I can’t believe that I am ok.  It all happened so fast. I never saw the car coming. I was pedalling happily, down in aero, riding east along Northlake Boulevard towards the coast.  It’s a big road, but I was in the bike lane. It’s a long straight road. There were no cars pulling out, no turns, nothing to make me wary. I had been working against a fierce wind heading north for the first hour of the ride and was now in a crosswind that allowed my efforts to reflect some speed. I was riding moderately hard and going 34 km/h (just over 21 mph).  I had swum an hour in the dark that morning, got on the bike around 8 and was looking to be on the bike for a solid 6h30 before running for 50 minutes.  It was to be my very last full big brick session before Ironman Florida.

Last year I had a major crash 4 weeks out from Ironman Lanzarote.  That one was caused by bad luck and my own doing – I hit a pothole and lost control and crashed into a tree (read about it here if you’re interested).  This year, it’s just 3 weeks out from Ironman Florida, and it was absolutely not my fault in any way.  That makes it feel worse.

We don’t know what happened.  The driver just drove out of his lane into the bike lane. He clearly didn’t see me.  Witnesses said they watched him crash into me and just keep going.  Nobody got his license plate number.  The impact was hard enough to tear his whole wing mirror off his car. He was going about 50 mph (80 km/h). The police speculated he may have been drunk, he may have been uninsured, he may have been texting. We don’t know.

image

The wing mirror that ripped off when it collided with my arse

image

What I do know was everyone else that day was tremendous. The witnesses who stopped to help me, who called an ambulance for me. The paramedics who took care of me – who even let my bike come on the ambulance with me once the police had taken photos for evidence. The nurses and doctors at the hospital, the police who came to the hospital to check on me. Everyone was brilliant.

As I lay on the stretcher in the ambulance, my phone buzzed. A text from my friend Ben. “The wind is bad coming from the north. Hope you’re only riding south today.”  I hesitated. Do I tell her? I didn’t want to worry anybody or be melodramatic. But it had happened. It was real.  I told her.

She and Travis met me at the hospital 7 minutes after I arrived.  7 minutes.  With clean clothes for me because mine had been cut off by the paramedics. Tom arrived not long after. The shock was starting to set in.  Seeing them all there in my room felt like tangible happiness.image

Ben told me that our friend Nancy was also trying to track me down. We eventually learned that she had heard about the crash on Facebook.

I had sent Nancy my planned route the night before. She knew exactly where I was going. She knew it was me although she desperately hoped it wasn’t. She was frantically texting and calling all our mutual friends, not saying why, trying not to scare anybody but trying to find out if I was ok.

And actually, truly, I was.

The Good News

  • I was alive.
  • I didn’t hit my head. Zero head injuries (I will still likely replace my helmet just in case!)
  • X-rays showed no broken bones!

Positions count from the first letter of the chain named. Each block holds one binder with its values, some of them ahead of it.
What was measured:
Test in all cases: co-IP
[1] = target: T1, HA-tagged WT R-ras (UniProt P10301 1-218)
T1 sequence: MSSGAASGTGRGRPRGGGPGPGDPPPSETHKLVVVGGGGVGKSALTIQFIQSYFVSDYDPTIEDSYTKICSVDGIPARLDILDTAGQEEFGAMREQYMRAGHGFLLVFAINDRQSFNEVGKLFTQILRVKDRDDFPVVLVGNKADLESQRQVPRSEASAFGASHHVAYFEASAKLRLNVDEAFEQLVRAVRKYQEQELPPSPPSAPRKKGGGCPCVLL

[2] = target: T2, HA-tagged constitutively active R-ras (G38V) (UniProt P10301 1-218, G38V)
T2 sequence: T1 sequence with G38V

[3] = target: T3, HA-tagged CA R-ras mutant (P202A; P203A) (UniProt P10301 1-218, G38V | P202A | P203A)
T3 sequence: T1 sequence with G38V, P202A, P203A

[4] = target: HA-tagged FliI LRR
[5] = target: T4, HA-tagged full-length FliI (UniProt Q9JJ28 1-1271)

• When I was hit, I was next to a grass verge, so rather than flying through the air and landing on concrete or asphalt, I landed on grass. I think that made a real difference.

The Bad News

  • Road rash. We aren’t sure if it’s just from the car or whether I somersaulted through the bike lane before ending on the grass, but I have bad road rash on my shoulder and elbow, and also some on my hip and knee. I lost my favourite jersey and shorts – both were burned through and then cut off off by the paramedics.
  • Big puncture wound in my left elbow and very swollen elbow area.
  • Sprained shoulder / rotator cuff issues from landing with the arm at a wrong angle.
  • Severe hematoma on my left arse/hip where the car had direct impact.  Some utterly fantastic colours coming through now….
  • Sprained right ankle, likely from the bike hitting me as I fell.
  • Various bruises of varying degrees of severity all over my knees and calves.

All in all, I got off pretty lightly considering that a car ran me over at 50 mph.

As for the bike, it didn’t come out too badly. Unlike last year’s crash, where the bike frame literally ripped in two, this time I only managed to tear off the left Di2 shifter and there are some compressions on the frame. If I manage to heal in time to race, the bike should be good to go too. If I’m not too scared to get back in the saddle.

image

So what next?

Ironnman Florida is in 2 weeks, 3 days. I don’t know whether I will make it to the start line. The hospital wanted to send me home on crutches with an air cast, but I said I would rather hobble. I am acutely aware that I am lucky to be alive, to be relatively intact, and that whether or not I’m fit to race is irrelevant when I consider the big picture. Nonetheless, I’ve been training hard for this race for months and I really have put in nearly all the work. It is crushing to miss it after all that.

I’m taking it day by day. My good friends Will and Malogsia are flying in for the race from London, arriving in 10 days – yahoo! And I’m trying to stay positive, moving gently, drinking copious cups of tea and hugging my dog Haile despite his protests.

I am grateful to be alive and to have such caring friends and family who came to visit me in hospital, who brought me homemade cookies, sent me flowers, chocolates, books, made me cups of tea, and who continue to send messages of encouragement and love every day. Thank you all.

image

Thank you Zoe, Alex, & George for the flowers!